Vitamin E Benefits About Now Read

Vitamin E is a fat-soluble mineral and antioxidant found in fruits and vegetables. It has a range of benefits from boosting the immune system to lowering your risk of developing select kinds of heart disease.

Benefits of Vitamin E

Vitamin E may slow the aging process of cells

Vitamin E is an antioxidant, meaning it prevents free radicals from damaging cells. Free radicals are highly reactive molecules produced by chemical reactions in the body. They can also come from outside sources like cigarette smoke and air pollution. When free radicals damage cells, conditions like dementia and Alzheimer’s disease may develop. Free radicals reduce a cell’s lifespan through a process called oxidative stress. The process of oxidative stress as it relates to aging is not clear. However, scientists do know that free radicals bind to cells in a way that causes damage to the protein and DNA inside. As an antioxidant, vitamin E neutralizes this threat. A 2018 paper in The Journals of Gerontology: Series A found that among 1,002 patients with clinically confirmed cardiovascular disease, low vitamin E consumption was linked to increased cellular aging.

For long and luscious hair

If hair fall, dull hair, and fragile strands are becoming perennial issues then place your bets on vitamin E. According to a study published in the journal Tropical Life Sciences Research, vitamin E has tocotrienol in abundance which is known for hair growth. A light scalp massage with vitamin E oil followed by a steam sesh can actually fetch you great results.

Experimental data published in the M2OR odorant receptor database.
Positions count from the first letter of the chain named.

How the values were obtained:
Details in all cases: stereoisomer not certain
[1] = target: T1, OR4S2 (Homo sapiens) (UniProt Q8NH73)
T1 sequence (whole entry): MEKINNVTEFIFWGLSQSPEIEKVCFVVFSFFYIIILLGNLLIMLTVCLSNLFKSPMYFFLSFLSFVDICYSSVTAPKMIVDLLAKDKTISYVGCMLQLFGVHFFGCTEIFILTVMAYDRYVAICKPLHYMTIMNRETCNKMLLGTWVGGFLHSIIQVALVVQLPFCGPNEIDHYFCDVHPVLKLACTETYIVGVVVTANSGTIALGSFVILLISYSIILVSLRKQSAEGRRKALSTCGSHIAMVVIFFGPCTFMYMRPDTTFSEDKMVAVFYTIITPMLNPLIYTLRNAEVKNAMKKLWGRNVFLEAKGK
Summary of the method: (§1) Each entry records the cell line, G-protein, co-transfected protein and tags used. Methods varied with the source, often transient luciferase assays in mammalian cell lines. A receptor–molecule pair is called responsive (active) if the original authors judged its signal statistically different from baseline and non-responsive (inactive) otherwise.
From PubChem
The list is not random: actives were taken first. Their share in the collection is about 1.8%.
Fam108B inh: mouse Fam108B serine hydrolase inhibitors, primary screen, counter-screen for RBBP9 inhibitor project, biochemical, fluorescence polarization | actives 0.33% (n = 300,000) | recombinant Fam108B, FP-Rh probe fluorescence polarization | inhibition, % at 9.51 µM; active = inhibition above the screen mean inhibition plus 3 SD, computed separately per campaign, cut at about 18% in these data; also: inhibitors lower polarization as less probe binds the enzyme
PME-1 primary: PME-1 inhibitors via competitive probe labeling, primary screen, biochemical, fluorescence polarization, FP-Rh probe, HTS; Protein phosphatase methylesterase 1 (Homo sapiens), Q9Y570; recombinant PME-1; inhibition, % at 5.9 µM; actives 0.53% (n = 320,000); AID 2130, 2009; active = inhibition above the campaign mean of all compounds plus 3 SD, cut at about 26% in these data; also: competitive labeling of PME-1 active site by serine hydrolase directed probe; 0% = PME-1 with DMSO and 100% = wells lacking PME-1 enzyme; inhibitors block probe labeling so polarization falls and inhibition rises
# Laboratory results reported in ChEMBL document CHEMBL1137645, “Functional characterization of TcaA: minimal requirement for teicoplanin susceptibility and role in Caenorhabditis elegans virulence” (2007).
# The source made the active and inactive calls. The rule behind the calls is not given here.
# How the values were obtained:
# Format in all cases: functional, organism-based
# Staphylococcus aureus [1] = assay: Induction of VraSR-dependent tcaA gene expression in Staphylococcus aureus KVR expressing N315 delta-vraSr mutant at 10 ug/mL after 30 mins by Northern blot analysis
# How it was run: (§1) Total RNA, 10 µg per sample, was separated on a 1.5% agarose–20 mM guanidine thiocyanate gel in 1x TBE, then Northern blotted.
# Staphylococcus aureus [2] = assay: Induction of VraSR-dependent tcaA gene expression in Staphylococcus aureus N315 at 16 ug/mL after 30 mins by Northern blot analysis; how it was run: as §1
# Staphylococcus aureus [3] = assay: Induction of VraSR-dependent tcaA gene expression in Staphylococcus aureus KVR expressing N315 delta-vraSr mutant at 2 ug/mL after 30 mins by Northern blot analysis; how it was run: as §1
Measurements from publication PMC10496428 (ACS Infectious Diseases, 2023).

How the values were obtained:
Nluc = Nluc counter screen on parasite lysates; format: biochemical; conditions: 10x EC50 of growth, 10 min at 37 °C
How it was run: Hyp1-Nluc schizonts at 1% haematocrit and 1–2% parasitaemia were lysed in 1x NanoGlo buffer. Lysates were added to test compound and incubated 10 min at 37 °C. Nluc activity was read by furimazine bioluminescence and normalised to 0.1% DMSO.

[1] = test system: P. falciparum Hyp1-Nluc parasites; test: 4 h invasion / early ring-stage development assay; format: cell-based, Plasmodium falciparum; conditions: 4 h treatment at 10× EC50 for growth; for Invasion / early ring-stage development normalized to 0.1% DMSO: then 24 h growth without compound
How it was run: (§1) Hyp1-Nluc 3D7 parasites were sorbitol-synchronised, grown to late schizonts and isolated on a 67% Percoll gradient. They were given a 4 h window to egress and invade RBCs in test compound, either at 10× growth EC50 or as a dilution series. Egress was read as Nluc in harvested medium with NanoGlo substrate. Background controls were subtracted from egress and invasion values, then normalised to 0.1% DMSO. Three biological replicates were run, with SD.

Vitamin E boosts immune system response

Vitamin E appears to boost levels of a type of immune cell called T lymphocytes or T cells, says Elizabeth Somer, MA, RD, a registered dietitian and medical advisory board member for Persona. T cells are white blood cells that play a role in the immune system. There are two types of T cells: regulatory and cytotoxic. Regulatory T cells manage immune reactions to foreign particles and prevent autoimmune conditions like inflammatory bowel disease and type 1 diabetes. Meanwhile, cytotoxic cells attach to cells infected by bacteria and viruses and kill the cells. “Vitamin E helps maintain the strength and vitality of T cell membranes, helps these cells multiply correctly, and communicate to other immune processes. T cells decrease with age, so maintaining optimal intake of this vitamin is important in maintaining a well-functioning immune system,” Somer says. A 2018 paper published in IUBMB Life found that vitamin E deficiency hindered immune response by altering the functions of T cells and antibody production. But, it also found that with vitamin E supplementation, these effects can be reversed. Most research conducted on vitamin E’s role in immune response has focused primarily on T cells. However, scientists believe vitamin E may regulate other types of immune cells too. For more information, learn about how to boost your immune system.